Exclusive Interview: John McNaughton remembers “HENRY: PORTRAIT OF A SERIAL KILLER”


Growing up during the late 1960s, John McNaughton, in ear-ringing solidarity with the vast majority of his hepcat peers, blared the radio nigh constantly, reveling in a singularly revolutionary moment in rock n’ roll history. But the future auteur wasn’t only in it for the latest pop subversions—he also adored what he describes as the “fabulously lurid, assaultive” commercials for the latest indie horror films.

“Those radio spots led you to believe the movie in question had crossed a threshold in terms of shock value and you would just have to go see that film,” McNaughton tells FANGORIA. “You had to know for yourself. You had to experience it. And I always saw our little movie as part of that lineage. We were certainly trying to cross the line. We’re going to smash the boundaries. We’re going to go where no horror film has gone before.”

And this was precisely where McNaughton’s HENRY: PORTRAIT OF A SERIAL KILLER—shot for $110,000 in Chicago on 16mm during the summer of ’85 and now restored in a deluxe thirtieth anniversary Blu-Ray edition via Dark Sky Films—went.

“When we first showed HENRY in Chicago at the little screening room of the company that funded it, a local guy I knew was there—he’s now a major league film producer, but I won’t mention any names—and after the screening the lights come up, the room is silent, and I walk over to him and ask: ‘Hey, what’d you think?’” McNaughton recalls. “He just goes all Ralph Kramden on me—Homina, homina, homina!—then finally blurts out, ‘You can’t do that! The ending is all wrong! You can’t just let them off scot-free! The police have to catch them!’ It was like, ‘Thanks for you input,’ but too late now. It’s done, you know?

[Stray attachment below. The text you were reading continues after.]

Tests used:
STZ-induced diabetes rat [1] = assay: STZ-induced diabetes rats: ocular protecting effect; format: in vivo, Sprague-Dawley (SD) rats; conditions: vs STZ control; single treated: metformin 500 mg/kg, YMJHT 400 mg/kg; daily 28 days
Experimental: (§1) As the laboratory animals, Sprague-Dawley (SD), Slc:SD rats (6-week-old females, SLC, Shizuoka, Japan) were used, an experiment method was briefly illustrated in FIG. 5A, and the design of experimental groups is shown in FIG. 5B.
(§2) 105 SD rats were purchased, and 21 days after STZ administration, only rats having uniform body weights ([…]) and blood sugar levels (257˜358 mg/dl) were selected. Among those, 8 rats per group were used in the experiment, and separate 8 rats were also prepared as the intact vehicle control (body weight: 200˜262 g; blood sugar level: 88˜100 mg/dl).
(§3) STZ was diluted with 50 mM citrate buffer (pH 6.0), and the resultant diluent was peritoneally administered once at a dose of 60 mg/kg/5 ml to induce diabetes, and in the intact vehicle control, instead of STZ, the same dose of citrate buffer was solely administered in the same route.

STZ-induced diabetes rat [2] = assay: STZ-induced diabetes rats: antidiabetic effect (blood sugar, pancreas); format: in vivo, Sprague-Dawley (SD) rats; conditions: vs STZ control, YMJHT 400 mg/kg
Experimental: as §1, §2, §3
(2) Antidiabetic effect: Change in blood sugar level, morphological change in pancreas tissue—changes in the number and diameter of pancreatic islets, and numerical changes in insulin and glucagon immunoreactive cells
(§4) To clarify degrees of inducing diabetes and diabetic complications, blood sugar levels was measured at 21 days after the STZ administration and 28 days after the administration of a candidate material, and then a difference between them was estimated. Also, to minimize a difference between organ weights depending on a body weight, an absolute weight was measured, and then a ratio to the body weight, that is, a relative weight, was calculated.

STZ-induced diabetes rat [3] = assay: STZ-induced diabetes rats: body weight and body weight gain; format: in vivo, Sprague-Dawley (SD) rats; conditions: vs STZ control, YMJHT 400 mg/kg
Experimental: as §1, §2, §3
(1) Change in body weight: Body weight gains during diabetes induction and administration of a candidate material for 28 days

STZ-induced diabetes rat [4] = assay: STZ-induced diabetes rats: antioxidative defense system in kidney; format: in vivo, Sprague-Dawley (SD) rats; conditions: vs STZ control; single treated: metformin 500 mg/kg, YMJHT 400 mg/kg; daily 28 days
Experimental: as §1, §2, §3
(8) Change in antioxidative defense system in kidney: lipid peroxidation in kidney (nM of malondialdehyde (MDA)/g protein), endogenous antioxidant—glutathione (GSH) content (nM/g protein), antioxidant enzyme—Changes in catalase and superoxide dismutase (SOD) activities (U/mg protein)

“That’s basically when I learned not to put friends on the spot asking what they thought of my movies,” he adds with a chuckle. “Now, if you don’t like something I’ve made, you can tell me if you please, but the only thing I’m going to pressure my friends to say to me these days is, ‘Yes, I’ll come out and have a drink with you.’”

The MPAA, alas, wasn’t any kinder than McNaughton’s pal: The ratings agency branded the film with a scarlet “X” and telling the director, “There is nothing you can do to cut this movie. We object to the overall moral tone”—essentially leaving the film in distribution limbo for years.

For McNaughton it was a brutal crash back down to earth after a gloriously liberated shoot in which he was allowed to fly perhaps too close to the blood red sun.

“There was never any creative interference—we made the movie exactly as we pleased and it exists today exactly as it existed the day we finished it,” the director says. “I sent the script to Waleed Ali, but he didn’t have time to read it so he just gave me a check for the first installment of the promised hundred thousand and we went out and shot the movie. I’d worked on commercials and other things, but HENRY was the first feature film set I was ever on—and I was the director! If I had been on another set I might’ve realized that making that film under those circumstances on that budget isn’t possible. But I hadn’t, so we just did it.

“The great thing—and also the sad thing—is that I just assumed this was the way it would always be,” he continues. “At the time I didn’t know what a preview screening was—and I wish I’d never learned! The perspective of making that film completely to our own likes was a great experience that I unfortunately never got to relive…”

After HENRY finally ascended from the Little Indie that Could [Get Censored] to legit Cultural Phenomenon status, McNaughton got himself an agent and, then, Hollywood doing its best impression of Hollywood, a biblical deluge of bad horror film scripts rained down on his head.

“They were the standard stuff,” McNaughton says. “Everything we tried not to do with HENRY.” He eventually settled on the underappreciated, largely forgotten 1991 sci-fi monster flick THE BORROWER.

“I chose THE BORROWER because I loved the conceit,” McNaughton explains. “This alien is sent to earth and his head explodes—which is a lot of fun in and of itself—and then he has to takes heads from various human beings to get around. So now you can go through the society—you take the head of a doctor, of a homeless person, of, you know, the butcher, the baker, the candlestick maker. It’s a fun concept I hadn’t seen before and also a metaphor for what the actor does.”